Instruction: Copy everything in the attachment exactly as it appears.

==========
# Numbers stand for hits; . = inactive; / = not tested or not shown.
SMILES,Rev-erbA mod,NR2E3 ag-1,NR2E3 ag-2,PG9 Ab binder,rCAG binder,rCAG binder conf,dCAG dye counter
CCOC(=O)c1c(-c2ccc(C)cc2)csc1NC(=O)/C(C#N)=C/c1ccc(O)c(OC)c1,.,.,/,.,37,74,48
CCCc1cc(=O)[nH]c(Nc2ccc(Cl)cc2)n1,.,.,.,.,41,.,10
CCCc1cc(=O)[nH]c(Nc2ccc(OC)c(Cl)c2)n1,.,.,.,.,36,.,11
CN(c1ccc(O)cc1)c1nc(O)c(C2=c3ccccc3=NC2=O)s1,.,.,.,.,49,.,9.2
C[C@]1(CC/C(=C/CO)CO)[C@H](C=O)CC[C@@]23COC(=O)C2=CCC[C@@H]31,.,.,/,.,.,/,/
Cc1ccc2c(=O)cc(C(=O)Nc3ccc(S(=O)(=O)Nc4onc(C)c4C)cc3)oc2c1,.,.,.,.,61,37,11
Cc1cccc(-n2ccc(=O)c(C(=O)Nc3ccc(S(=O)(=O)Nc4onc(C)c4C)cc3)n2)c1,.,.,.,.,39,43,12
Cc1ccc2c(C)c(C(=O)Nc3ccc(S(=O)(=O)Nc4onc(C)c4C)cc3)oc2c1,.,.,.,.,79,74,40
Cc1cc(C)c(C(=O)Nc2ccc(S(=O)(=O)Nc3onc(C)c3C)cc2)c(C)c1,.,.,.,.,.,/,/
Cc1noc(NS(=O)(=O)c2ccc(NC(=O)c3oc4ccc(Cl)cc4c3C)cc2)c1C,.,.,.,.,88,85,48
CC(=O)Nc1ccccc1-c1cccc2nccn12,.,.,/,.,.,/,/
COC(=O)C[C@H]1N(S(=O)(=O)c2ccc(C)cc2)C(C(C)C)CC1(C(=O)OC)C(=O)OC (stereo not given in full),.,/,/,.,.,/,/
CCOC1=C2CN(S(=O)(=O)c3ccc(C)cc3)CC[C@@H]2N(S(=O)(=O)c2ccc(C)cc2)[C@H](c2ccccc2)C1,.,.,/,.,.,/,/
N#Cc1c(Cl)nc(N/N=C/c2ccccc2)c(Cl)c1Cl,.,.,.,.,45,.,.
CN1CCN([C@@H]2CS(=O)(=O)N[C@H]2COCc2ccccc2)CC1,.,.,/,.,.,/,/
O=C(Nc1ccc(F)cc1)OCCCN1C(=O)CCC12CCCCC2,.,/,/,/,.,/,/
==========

# Numbers stand for hits; . = inactive; / = not tested or not shown.
SMILES,Rev-erbA mod,NR2E3 ag-1,NR2E3 ag-2,PG9 Ab binder,rCAG binder,rCAG binder conf,dCAG dye counter
CCOC(=O)c1c(-c2ccc(C)cc2)csc1NC(=O)/C(C#N)=C/c1ccc(O)c(OC)c1,.,.,/,.,37,74,48
CCCc1cc(=O)[nH]c(Nc2ccc(Cl)cc2)n1,.,.,.,.,41,.,10
CCCc1cc(=O)[nH]c(Nc2ccc(OC)c(Cl)c2)n1,.,.,.,.,36,.,11
CN(c1ccc(O)cc1)c1nc(O)c(C2=c3ccccc3=NC2=O)s1,.,.,.,.,49,.,9.2
C[C@]1(CC/C(=C/CO)CO)[C@H](C=O)CC[C@@]23COC(=O)C2=CCC[C@@H]31,.,.,/,.,.,/,/
Cc1ccc2c(=O)cc(C(=O)Nc3ccc(S(=O)(=O)Nc4onc(C)c4C)cc3)oc2c1,.,.,.,.,61,37,11
Cc1cccc(-n2ccc(=O)c(C(=O)Nc3ccc(S(=O)(=O)Nc4onc(C)c4C)cc3)n2)c1,.,.,.,.,39,43,12
Cc1ccc2c(C)c(C(=O)Nc3ccc(S(=O)(=O)Nc4onc(C)c4C)cc3)oc2c1,.,.,.,.,79,74,40
Cc1cc(C)c(C(=O)Nc2ccc(S(=O)(=O)Nc3onc(C)c3C)cc2)c(C)c1,.,.,.,.,.,/,/
Cc1noc(NS(=O)(=O)c2ccc(NC(=O)c3oc4ccc(Cl)cc4c3C)cc2)c1C,.,.,.,.,88,85,48
CC(=O)Nc1ccccc1-c1cccc2nccn12,.,.,/,.,.,/,/
COC(=O)C[C@H]1N(S(=O)(=O)c2ccc(C)cc2)C(C(C)C)CC1(C(=O)OC)C(=O)OC (stereo not given in full),.,/,/,.,.,/,/
CCOC1=C2CN(S(=O)(=O)c3ccc(C)cc3)CC[C@@H]2N(S(=O)(=O)c2ccc(C)cc2)[C@H](c2ccccc2)C1,.,.,/,.,.,/,/
N#Cc1c(Cl)nc(N/N=C/c2ccccc2)c(Cl)c1Cl,.,.,.,.,45,.,.
CN1CCN([C@@H]2CS(=O)(=O)N[C@H]2COCc2ccccc2)CC1,.,.,/,.,.,/,/
O=C(Nc1ccc(F)cc1)OCCCN1C(=O)CCC12CCCCC2,.,/,/,/,.,/,/